Send us gasp-worthy graphs that you think should be linked to or listed on this website! Email Jenny Mansbridge ( with suggestions.


“Gender Differences in Accepting and Receiving Requests for Tasks with Low Promotability”
By Linda Babcock, Maria P. Recalde, Lise Vesterlund, and Laurie Weingart

Gender differences in task allocations may sustain vertical gender segregation in labor markets. We examine the allocation of a task that everyone prefers be completed by someone else (writing a report, serving on a committee, etc.) and find evidence that women, more than men, volunteer, are asked to volunteer, and accept requests to volunteer for such tasks. Beliefs that women, more than men, say yes to tasks with low promotability appear as an important driver of these differences. If women hold tasks that are less promotable than those held by men, then women will progress more slowly in organizations. American Economic Review 2017, 107(3): 714-747. View it Here!


In Economics, women who single-author papers are just as likely to get tenure as men who single-author papers.  But the more papers a woman co-authors, the less likely she is to get tenure.  Men are not penalized for co-authorship when coming up for tenure; women are. In further analysis, the penalty for co-authorship appears only when women co-author with men and disappears when women co-author with other women. One possible mechanism is that men’s names are remembered (perhaps because their names are known through friendship networks) and so they get more of the credit for co-authored papers. Another is that, as experimental studies on teamwork show, women are less likely to take credit publicly than men in mixed-gender teams, but not when the work is with other women.  Another is simple discrimination.  (Source:  Heather Sarsons, “Gender Differences in Recognition for Group Work,” August 9, 2015.)  For newspaper coverage, see:




Although both female and male assistant and associate professors (both categories are untenured at Harvard) lose about the same number of hours in their work week (about 5 hours a week) when they have a child, women faculty with children report spending, on average, 17-20 more hours a week than their male peers with children “engaged in household, childcare, and/or adult care duties.” The difference for the women faculty presumably comes in the loss of leisure and/or sleep. (Source Harvard University 2013 Faculty Climate Survey:



Graph Gasp 1

Except in Perspectives on Politics, Political Theory, and Comparative Politics, the percentage of women publishing in the major political science journals is considerably less than the percentage of women in the association.  (Source:  Dawn Langan Teele and Kathleen Thelen, “Gender and Publication in Political Science,” Presentation at the 2015 Annual Meeting of the American Political Science Association.  See and for details.)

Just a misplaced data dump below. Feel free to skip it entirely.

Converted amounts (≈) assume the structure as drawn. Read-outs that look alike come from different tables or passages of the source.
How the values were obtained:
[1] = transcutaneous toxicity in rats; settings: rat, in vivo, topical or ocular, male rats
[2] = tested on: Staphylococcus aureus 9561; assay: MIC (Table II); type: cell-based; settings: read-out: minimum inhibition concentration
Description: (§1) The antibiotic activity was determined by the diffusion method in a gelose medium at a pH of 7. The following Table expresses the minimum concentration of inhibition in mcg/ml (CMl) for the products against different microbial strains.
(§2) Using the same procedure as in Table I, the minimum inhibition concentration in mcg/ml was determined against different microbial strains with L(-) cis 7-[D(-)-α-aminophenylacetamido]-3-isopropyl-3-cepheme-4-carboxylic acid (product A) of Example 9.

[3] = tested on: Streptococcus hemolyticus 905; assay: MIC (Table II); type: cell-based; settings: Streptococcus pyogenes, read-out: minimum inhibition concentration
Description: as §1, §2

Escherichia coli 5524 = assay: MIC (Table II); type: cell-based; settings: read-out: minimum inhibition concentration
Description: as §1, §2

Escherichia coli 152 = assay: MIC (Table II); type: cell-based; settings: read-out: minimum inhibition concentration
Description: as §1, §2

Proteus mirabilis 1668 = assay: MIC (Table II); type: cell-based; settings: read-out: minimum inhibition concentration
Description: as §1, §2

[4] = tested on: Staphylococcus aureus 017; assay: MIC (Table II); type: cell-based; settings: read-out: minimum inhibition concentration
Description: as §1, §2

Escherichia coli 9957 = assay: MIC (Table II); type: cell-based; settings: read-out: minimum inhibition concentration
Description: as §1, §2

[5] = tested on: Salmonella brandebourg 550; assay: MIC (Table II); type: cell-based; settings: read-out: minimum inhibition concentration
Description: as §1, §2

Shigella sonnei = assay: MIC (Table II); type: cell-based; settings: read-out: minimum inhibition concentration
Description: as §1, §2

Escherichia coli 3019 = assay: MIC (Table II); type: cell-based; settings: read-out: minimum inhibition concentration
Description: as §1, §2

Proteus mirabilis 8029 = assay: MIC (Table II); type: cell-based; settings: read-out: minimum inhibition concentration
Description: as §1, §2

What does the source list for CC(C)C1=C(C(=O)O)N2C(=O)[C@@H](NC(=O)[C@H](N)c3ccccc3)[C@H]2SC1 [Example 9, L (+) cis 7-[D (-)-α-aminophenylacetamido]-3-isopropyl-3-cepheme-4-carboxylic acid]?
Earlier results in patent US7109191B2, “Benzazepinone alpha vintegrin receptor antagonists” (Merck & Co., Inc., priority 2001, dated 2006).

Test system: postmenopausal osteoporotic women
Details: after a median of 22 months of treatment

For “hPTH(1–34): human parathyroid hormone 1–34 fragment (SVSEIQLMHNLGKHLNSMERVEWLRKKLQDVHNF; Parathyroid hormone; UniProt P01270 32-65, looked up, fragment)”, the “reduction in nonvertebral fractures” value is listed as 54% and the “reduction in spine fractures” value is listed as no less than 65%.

Women are less likely than men to cite their own papers, whether the papers are single-authored or co-authored.   (Data drawn from Daniel Maliniak, Ryan Powers and Barbara F. Walter, “The Gender Citation Gap in International Relations” 2013. International Organization 67 (4): 889-922).The same article reports that “scholars tend to cite work by scholars of the same gender. This does not necessarily pose a problem for citation counts if a field has a fairly equal number of male and female scholars. If, however, a field is heavily dominated by men, as is the case in IR, then this pattern will lead to significantly fewer citations for women and significantly less exposure for their scholarship. …Scholars [also] tend to cite scholars they know…. If networks tend to bifurcate along gender lines, then any field that is disproportionately male will also disproportionately favor their work” (Maliniak, Powers & Walter 2013: 918, emphasis ours). The CSWP notes that many fields in political science are gender-imbalanced and most friendship networks in political science have a strong gender component. The imbalance in citations is thus likely to apply in many fields.





On, students use the word “brilliant” more often to describe male than female professors. They also use the word more in Political Science than in any other field except Philosophy.  This graph comes from an online interactive tool developed by Benjamin Schmidt (Northwestern), which lets you choose your own words and search to see whether those are used more to describe women than men or vice versa in the different disciplines.  Click Here!  to use this tool yourself and choose your own words. (Try “arrogant.”)